Teens and college students are connected at all times, across numerous devices and networks, which can compromise their online security. On top of that, students usually don’t check if they are using a secure network especially when in search of free Wi-Fi, making it easier for their information to be stolen.

They love social media

College students typically have a large presence on social media, says Siciliano. They report on their day-to-day activities, they check-in everywhere and tag locations, and may post personal identifying information publicly. This activity makes it easy for hackers to grab all kinds of sensitive information.

Common Online Risks

Teens and college students’ typical online activities can leave them exposed to potential data breaches. Below are the most common online risks teens and young adults face, along with advice from Canavan and Siciliano on staying safe.

12 Things You Can Do Now to Stay Safe Online

Whether on campus, in a computer lab, in a dorm room or studying at a café, college students should be proactive when it comes to protecting their information and identity online. Here are 12 general safety tips from our cybersecurity experts to help students protect themselves from online threats.

1. Don’t use unknown, unsecure wireless networks

According to Siciliano, not all college campuses offer secure Wi-Fi networks, and even the latest antivirus, firewalls and anti-phishing software can’t prevent all online attacks. “Never connect to unknown, unsecure (open) wireless networks,” advises Canavan. “Any data transmitted across an open network can be easily seen and stolen.” To stay protected, only use an encrypted network, such as WEP (Wired Equivalent Privacy), WPA (Wi-Fi Protected Access) or WPA2 (Wi-Fi Protected Access II). These networks all require you to enter a password. But even if a network requires a password, other users can still potentially view sensitive information so be cautious. If you’re connecting to an unknown network, your best bet is to use a reputable Virtual Private Network (VPN), which funnels your internet connection through an encrypted server. Gizmodo has a field guide on how to stay safe on public Wi-Fi for more details.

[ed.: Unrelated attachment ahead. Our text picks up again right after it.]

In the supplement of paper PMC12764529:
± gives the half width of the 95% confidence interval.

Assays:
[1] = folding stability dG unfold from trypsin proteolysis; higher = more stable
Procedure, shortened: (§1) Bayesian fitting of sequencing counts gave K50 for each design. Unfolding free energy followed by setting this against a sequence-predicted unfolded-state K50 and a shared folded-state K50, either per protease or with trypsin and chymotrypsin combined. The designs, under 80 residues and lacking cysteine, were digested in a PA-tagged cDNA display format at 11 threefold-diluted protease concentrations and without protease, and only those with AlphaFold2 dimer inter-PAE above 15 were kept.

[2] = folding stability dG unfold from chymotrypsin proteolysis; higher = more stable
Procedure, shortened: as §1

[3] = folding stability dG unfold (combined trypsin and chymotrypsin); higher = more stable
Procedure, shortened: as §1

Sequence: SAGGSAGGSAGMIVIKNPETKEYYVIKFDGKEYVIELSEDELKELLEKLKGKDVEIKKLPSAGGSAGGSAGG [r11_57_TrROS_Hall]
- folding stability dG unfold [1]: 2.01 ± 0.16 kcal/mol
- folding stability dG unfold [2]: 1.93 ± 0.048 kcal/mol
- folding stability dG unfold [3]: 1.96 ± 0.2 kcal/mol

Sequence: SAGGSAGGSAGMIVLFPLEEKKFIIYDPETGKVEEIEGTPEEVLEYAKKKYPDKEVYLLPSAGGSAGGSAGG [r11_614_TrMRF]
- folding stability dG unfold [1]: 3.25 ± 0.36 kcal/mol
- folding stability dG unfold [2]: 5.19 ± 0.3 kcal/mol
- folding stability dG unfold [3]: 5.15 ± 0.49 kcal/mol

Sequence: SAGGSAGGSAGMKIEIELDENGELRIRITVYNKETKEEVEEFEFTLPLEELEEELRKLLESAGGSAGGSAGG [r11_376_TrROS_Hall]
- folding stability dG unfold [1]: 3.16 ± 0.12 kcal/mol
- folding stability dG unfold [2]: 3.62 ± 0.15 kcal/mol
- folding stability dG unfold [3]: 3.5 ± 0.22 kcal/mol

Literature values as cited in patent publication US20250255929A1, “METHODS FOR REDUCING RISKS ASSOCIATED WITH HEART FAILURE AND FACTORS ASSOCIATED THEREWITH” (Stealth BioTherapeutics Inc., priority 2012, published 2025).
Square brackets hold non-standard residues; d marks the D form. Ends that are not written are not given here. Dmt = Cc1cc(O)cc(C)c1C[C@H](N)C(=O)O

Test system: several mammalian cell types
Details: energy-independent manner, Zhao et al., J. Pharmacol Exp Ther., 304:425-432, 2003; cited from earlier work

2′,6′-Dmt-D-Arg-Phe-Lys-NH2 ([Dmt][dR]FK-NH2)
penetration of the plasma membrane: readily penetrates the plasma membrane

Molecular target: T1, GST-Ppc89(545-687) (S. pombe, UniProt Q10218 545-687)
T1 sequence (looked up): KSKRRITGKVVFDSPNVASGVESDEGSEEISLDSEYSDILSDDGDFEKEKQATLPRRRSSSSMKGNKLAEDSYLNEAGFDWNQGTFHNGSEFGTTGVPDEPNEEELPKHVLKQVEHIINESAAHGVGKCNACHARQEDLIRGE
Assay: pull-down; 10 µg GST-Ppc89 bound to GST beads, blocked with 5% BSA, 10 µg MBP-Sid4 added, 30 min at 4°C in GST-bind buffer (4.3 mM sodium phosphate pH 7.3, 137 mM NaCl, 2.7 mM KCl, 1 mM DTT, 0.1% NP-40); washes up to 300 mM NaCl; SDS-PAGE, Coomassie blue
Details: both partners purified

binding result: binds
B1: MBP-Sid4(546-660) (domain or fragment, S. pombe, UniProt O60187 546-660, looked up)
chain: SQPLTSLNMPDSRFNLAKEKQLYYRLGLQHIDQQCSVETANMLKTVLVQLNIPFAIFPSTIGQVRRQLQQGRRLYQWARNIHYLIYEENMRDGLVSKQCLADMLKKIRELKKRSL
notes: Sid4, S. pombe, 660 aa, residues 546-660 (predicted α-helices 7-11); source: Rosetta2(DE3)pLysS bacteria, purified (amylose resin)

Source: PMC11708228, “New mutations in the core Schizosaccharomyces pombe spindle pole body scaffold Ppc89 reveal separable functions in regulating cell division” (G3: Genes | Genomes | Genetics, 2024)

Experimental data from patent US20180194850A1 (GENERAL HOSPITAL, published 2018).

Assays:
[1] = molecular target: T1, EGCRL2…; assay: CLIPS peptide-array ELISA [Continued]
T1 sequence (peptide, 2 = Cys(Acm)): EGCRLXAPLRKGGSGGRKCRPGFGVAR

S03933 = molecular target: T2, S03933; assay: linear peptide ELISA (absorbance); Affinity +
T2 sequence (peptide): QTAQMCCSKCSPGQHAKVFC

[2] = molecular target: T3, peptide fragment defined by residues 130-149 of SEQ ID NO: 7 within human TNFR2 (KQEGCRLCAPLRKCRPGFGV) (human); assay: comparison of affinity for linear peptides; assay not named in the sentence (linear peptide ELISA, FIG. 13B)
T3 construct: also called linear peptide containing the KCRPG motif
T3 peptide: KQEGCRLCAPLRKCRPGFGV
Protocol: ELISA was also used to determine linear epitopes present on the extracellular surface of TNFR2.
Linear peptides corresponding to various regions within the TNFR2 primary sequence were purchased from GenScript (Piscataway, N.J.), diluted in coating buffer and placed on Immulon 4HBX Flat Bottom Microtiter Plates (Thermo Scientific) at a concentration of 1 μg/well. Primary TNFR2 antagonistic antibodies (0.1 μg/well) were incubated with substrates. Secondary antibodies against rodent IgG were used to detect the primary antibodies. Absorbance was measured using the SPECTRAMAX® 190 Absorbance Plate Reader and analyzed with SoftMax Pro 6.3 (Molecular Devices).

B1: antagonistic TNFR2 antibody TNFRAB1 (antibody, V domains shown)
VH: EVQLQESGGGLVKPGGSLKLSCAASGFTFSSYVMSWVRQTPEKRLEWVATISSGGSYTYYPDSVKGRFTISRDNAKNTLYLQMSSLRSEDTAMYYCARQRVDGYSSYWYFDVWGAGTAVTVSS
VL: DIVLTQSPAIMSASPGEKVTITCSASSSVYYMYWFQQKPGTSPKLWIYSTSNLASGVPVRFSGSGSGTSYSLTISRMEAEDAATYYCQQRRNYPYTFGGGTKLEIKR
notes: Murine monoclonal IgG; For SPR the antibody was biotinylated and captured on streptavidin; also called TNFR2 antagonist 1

“While it’s certainly convenient to not password protect your mobile phone, laptop and other devices, it’s also an identity waiting to be stolen,” says Siciliano. He recommends college students put strong passwords on all their devices – and not share them with anyone. Your birthday or address may be easy to remember, but they aren’t the strongest password options. The best passwords have at least 12 characters, and combine letters, numbers and special characters. “They’re basically uncrackable at that length and complexity,” Canavan says. To help, there are programs available that generate complex passwords for you – and store them so you don’t forget any. Examples include Norton’s Identity Safe Password Generator and LastPass. PCMag evaluated dozens of password managers and curated a list of the best options. Students should also avoid using the same password for multiple devices or accounts, and change them frequently – Siciliano recommends a time frame of at least every other month.

Sometimes even complex passwords aren’t enough. Many sites and services offer two-step or multi-factor authentication to prevent hackers from accessing your accounts. Two-step authentication usually involves an extra step, such as entering your password and then a verification code that’s sent to your mobile phone. These extra steps may sound like a hassle, but they make it more difficult for unauthorized users to get to your data.